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Jamie Bull

It absolutely is 1/2 by definition of a "fair coin". It's just staggeringly unlikely that you would ever get to this point in reality. By all means reject the premise that the coin is fair, but then you're not objecting to the idealised statement in the book but to a different one that you've created.

Daniel Lakeland

Spoken like a true probabilist. It's unfortunate that probabilists like to use euphemisms like "coin" for things that they *define*. It confuses the rest of us who think that a "coin" might be some actual physical object.


Something I read recently pointed out that a consequence of a university probability education was believing that after a coin toss came up 100 heads in a row, that the probability of heads on the next toss was 0.5, when anyone with real experience of gambling would conclude that there was something wrong with the coin.


It seems to me that in your explanation above, the statistician and the probabilist are working the problem from opposite ends. The statistician is starting with the sampled data and inferring something about the population and sampling frame (in this case, the coin and the sampling procedure). The probabilist is starting with known characteristics of the population (i.e. the coin is fair) and the sampling procedure (each sample comes from an independent event), then estimates the probability of seeing a particular sample distribution. Is this fair, or have I misunderstood something?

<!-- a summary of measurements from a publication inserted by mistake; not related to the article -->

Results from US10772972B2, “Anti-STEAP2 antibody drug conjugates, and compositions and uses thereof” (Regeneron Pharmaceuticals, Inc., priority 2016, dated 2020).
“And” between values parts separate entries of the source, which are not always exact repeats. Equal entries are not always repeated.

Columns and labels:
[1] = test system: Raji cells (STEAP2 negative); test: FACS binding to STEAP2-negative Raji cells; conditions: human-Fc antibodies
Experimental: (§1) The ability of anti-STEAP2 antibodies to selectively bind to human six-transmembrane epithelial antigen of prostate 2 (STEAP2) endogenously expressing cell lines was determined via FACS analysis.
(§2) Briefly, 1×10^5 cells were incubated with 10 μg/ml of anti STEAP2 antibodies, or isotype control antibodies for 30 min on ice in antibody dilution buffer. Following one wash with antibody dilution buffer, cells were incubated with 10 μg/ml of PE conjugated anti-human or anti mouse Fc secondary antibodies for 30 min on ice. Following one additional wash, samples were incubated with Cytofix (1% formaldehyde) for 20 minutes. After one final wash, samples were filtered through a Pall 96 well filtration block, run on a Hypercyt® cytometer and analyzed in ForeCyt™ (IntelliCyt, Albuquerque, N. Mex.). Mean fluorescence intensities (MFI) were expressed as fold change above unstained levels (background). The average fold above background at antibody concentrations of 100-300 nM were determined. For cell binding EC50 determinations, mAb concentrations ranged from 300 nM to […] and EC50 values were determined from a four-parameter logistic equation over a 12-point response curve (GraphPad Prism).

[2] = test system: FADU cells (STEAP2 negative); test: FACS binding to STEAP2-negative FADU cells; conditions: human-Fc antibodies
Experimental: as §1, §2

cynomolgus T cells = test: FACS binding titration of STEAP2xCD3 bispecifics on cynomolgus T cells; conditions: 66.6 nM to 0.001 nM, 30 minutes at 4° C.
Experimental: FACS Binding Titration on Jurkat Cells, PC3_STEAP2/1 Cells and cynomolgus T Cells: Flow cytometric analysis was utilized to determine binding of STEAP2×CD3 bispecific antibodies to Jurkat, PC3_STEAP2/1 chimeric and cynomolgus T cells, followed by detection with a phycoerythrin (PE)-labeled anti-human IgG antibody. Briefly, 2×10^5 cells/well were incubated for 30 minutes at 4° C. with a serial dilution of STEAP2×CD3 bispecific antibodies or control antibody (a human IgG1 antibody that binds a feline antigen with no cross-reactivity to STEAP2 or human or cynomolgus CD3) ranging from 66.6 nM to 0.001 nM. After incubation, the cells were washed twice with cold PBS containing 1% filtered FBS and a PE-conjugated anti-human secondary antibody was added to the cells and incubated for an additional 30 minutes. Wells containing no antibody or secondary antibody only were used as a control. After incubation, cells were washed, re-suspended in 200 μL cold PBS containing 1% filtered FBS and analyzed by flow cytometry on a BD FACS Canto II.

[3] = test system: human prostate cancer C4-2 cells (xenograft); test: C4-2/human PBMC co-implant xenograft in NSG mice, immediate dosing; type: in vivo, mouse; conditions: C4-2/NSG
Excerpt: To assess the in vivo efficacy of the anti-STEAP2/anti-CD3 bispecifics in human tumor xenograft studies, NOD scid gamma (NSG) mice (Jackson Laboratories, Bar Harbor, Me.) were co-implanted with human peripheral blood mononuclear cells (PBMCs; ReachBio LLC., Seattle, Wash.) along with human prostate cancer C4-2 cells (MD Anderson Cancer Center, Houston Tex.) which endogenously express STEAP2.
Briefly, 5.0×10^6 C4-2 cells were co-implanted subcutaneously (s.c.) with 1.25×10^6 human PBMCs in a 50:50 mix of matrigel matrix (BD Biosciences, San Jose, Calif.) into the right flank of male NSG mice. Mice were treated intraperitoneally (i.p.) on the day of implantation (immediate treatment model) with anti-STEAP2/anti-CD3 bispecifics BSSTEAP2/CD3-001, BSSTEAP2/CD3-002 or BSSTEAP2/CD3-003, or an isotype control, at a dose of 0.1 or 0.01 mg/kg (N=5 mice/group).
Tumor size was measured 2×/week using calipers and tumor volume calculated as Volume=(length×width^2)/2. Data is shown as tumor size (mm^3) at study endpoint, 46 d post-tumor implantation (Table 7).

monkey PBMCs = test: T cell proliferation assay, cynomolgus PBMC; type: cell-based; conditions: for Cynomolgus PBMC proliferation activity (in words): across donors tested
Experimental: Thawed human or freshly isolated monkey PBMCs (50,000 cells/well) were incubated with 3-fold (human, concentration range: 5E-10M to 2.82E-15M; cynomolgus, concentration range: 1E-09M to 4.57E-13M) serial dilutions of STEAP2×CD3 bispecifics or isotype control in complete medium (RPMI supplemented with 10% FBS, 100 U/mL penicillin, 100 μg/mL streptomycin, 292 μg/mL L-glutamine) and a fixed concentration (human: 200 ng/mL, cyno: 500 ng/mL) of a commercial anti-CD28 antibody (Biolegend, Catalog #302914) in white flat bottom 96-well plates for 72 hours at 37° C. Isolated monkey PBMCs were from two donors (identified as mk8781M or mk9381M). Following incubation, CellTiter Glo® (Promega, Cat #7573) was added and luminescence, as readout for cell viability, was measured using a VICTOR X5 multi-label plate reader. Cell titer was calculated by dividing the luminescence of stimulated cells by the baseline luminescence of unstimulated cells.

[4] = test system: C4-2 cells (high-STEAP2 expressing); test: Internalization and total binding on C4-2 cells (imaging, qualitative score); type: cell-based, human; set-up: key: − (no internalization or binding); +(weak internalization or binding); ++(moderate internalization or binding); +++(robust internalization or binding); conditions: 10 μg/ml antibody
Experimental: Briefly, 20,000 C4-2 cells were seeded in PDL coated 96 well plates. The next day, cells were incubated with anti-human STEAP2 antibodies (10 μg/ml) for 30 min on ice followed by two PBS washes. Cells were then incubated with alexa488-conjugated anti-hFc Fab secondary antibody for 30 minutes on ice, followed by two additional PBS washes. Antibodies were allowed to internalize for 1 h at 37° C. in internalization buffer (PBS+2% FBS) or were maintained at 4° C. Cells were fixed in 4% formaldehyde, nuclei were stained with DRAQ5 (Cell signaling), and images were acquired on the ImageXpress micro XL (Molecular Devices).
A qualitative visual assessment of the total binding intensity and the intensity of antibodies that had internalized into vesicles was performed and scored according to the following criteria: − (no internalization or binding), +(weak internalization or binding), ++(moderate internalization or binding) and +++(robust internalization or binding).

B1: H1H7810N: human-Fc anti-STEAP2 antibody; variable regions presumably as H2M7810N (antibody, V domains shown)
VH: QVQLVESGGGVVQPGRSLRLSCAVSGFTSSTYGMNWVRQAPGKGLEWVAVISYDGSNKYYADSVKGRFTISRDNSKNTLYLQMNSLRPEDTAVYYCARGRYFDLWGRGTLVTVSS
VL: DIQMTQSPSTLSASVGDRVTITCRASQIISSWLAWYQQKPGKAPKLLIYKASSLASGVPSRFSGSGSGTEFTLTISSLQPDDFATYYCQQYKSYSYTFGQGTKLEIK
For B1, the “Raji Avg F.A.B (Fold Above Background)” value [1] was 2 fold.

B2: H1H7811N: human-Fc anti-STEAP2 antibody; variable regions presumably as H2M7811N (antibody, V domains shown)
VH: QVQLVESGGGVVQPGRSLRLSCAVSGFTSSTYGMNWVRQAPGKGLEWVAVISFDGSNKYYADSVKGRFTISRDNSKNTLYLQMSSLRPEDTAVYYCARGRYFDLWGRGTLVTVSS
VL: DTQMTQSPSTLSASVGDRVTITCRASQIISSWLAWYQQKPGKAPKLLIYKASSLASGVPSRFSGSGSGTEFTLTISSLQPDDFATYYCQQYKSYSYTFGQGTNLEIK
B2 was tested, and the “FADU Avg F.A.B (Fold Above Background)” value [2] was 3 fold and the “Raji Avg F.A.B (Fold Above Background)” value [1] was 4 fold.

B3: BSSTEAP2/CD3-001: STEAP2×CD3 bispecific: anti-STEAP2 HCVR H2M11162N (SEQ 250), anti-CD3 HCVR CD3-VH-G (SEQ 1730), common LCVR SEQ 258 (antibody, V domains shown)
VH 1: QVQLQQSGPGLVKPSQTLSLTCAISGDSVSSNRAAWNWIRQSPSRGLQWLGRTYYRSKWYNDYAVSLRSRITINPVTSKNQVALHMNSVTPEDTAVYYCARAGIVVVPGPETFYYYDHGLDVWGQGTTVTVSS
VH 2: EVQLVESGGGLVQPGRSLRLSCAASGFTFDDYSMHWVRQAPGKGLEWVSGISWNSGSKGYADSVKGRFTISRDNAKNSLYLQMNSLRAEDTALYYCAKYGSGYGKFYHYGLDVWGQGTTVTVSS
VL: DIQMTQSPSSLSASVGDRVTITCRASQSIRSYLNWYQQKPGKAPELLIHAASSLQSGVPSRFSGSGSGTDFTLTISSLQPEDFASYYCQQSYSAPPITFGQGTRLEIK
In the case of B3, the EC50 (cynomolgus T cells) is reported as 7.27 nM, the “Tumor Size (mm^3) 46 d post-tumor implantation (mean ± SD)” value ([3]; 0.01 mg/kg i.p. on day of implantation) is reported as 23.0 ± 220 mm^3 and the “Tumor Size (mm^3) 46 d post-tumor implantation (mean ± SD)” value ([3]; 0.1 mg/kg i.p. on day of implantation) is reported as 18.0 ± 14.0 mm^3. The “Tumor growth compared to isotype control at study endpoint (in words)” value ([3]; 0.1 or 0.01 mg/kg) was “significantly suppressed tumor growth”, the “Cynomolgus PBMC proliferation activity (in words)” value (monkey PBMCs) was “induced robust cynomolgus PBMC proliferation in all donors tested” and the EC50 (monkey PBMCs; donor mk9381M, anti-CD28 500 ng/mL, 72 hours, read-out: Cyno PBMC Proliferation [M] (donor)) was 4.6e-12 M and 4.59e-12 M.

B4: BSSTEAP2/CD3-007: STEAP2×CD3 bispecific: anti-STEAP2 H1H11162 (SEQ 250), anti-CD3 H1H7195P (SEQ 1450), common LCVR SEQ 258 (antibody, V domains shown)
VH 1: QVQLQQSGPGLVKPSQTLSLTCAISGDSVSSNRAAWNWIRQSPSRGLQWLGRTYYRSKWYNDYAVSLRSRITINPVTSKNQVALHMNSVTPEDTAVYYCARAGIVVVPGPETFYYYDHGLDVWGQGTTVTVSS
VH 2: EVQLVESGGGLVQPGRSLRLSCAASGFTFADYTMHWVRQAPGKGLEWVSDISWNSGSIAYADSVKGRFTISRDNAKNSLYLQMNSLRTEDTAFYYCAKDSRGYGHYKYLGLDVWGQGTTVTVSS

Tom: Exactly. That's the origin of the term "inverse probability".


What if the fairness of the coin was properly established with some robust scientific method and then it came up heads 1,000,000 times? Extremely unlikely, but we are talking probability concepts here, so it is conceptually possible. I guess the book's author was trying to demonstrate that even if a guaranteed fair coin had a long streak, that does not influence the next single toss outcome.
In regards to betting on that single outcome, I'd say people who rush to make bets in such cases are betting on the low probability of the streak continuing, rather than on the constant 0.5 of the next toss.


Good explanation of the difference between probability and statistics. I wish I had this many years ago. I am only now getting a grasp on the difference between probability and null hypothesis significance testing (NHST) versus exploratory data analysis and Bayesian thinking. I was taught the former, when what I often want is the latter.

Andrew Gelman

The comment by Dimitri above is interesting because it reveals a form of innumeracy. (1/2) to the millionth power is not "extremely unlikely," it's in any real physical sense impossible.

I will throw in one more twist. We are given three incompatible statements:
1. The coin is "fair." This concept is not clearly defined, but I will take it to mean that, when flipped, there is a 1/2 chance it lands heads.
2. It was flipped 1 million times.
3. All flips turned out heads.
Any two of these three statements can be true, but not all three.

One possibility is Kaiser's, that 2 and 3 are true, hence 1 is false. Another possibility is that 1 and 2 are true, but 3 are false. After all, how would we know that a coin came up heads a million times. We're taking someone's word for it. See Section 3 of this paper for a similar example.


Andrew: I like your formulation.


In my daily experiences with data (albeit not a large sample size) I don't know if the coin is fair. To extend the analogy, I'm usually flipping some foregin bottle cap with little prior knowledge as to whether the cap comes up on the "Presidente" side more often than the other side.

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